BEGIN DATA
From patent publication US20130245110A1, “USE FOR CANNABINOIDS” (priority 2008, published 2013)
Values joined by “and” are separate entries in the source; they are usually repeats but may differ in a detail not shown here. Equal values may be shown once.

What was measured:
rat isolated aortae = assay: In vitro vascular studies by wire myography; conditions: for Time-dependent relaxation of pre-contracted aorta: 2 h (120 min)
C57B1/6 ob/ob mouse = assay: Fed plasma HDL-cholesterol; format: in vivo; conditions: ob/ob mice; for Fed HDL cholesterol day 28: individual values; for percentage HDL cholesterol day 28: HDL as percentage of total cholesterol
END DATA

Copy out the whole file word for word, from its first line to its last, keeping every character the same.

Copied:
From patent publication US20130245110A1, “USE FOR CANNABINOIDS” (priority 2008, published 2013)
Values joined by “and” are separate entries in the source; they are usually repeats but may differ in a detail not shown here. Equal values may be shown once.

What was measured:
rat isolated aortae = assay: In vitro vascular studies by wire myography; conditions: for Time-dependent relaxation of pre-contracted aorta: 2 h (120 min)
C57B1/6 ob/ob mouse = assay: Fed plasma HDL-cholesterol; format: in vivo; conditions: ob/ob mice; for Fed HDL cholesterol day 28: individual values; for percentage HDL cholesterol day 28: HDL as percentage of total cholesterol